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This article is about the shooting sport. For other uses, see Wingo (disambiguation).

Wingo was an experimental indoor wing shooting sport invented by the Winchester-Western Division of the Olin Corporation in the early 1970s.[1] The only Wingo facility built was in San Diego, California and was in operation during 1971. It was a family friendly sport enjoyed by men, women and children. Competing teams were organized into leagues. Many area businesses formed teams to compete with one and another. Individual play was also available. The building was purpose built for the new sport and luxurious in its appointments. It contained a service and concession area, a restaurant and two sunken lounges with seating and color slide shows of sporting activities. It had a large parking lot and a very large sign with the "Wingo" logo only. This created a natural curiosity about what it was to passing motorists. The cost of a 10 shot game was one dollar. Popular Science published an article in the February 1971 issue titled ”Indoor Wingshooting Is Here” about Wingo.

The equipment consisted of a bank of 18 machines that created 4-inch-diameter (100 mm) hollow spheres of ice. One of the original machines is in the collection of the Buffalo Bill Historical Center. The player had a custom-made .20 calibre lever action shotgun that was about the same size and weight as a .22 calibre rifle. The choice of calibre was to prevent players from bringing their own .22 calibre shells from outside. The Wingo shot shell was brass with a crimped end and a "w" stamped on the base. It was 24.81mm in length, 5.36mm in case diameter and 6.94mm in rim diameter at base. It was loaded with 119 lead pellets of #12 shot and produced a 30" pattern at 50 feet. The rimfire ammunition was produced by Olin in boxes of 30 or 36 shells with the Wingo logo. The gun was tethered to the shooting bench to prevent it from being pointed toward spectators and to facilitate the wiring for the internal microphone that detected when the gun was fired. The gun was also wired to only fire when the ice target was launched. The gun weighed in at 5.5 pounds and was 38″ in length. It had a "Kwik-Point" scope for quick and easy targeting. Only about 20 of these smooth barrell guns were made and they are now very rare collector's items.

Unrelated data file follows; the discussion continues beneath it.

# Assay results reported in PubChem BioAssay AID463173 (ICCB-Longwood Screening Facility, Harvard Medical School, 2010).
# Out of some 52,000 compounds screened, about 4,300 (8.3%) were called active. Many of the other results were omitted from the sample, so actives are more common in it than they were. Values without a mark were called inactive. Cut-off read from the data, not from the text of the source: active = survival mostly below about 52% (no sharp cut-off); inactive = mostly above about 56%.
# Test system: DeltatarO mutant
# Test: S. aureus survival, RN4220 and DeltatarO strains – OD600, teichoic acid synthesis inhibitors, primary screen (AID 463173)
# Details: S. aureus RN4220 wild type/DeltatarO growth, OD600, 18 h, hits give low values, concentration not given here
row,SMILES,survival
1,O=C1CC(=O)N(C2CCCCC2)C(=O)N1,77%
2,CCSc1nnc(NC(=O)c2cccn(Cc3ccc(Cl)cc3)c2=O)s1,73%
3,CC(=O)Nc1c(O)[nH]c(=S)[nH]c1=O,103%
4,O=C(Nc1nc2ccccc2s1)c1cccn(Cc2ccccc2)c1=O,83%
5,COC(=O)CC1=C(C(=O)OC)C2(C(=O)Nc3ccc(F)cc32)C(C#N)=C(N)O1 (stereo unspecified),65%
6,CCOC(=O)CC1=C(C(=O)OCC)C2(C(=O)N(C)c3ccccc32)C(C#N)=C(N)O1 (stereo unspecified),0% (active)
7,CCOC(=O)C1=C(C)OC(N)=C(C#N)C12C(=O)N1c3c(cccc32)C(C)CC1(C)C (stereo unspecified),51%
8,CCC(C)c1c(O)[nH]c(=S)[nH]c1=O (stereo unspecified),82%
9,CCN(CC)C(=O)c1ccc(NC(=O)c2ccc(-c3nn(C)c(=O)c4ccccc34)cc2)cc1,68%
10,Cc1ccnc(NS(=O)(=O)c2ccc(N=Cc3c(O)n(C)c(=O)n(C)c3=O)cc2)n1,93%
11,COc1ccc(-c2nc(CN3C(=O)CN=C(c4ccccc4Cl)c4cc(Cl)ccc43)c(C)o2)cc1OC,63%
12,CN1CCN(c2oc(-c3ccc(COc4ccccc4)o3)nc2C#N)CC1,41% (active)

In the game, four-inch-diameter hollow spheres of ice were fired toward the shooter from one of five ports (arranged as #5 is on dice) from a distance of 75 feet. There was an electronic control panel on each shooting lane. It was a black box with multiple colored buttons. The opposing team or person would select which of the five ports that the ice targets would launch from, a time delay, the ice targets trajectory and the speed up to 30 miles per hour. If you wanted to play alone you could set the control panel to "automatic random" launch. The control panel also gave the players automatic scoring based upon a combination of target breaks and elapsed time between launch and hit. When the player fired the gun a number from 1 to 10 was presented by the scoring machine. The number depended on how quickly the player fired, higher numbers for quicker reactions. If the player hit the sphere, he/she scored the number presented by the scoring machine. Wingo gave out award pins for high game and other achievements.

Winchester conducted the trial in San Diego, rather than a Midwest city where shooting sports were more popular, because they wanted to see if it would catch on in a city where there was an abundance of pastimes. The sport was not financially successful and the Wingo facility was closed in less than a year. The facility is now a branch of the San Diego Superior Court.

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  1. ^ Wahl, Paul (Feb 1971). "Indoor Wingshooting is Here". Popular Science: 65. 

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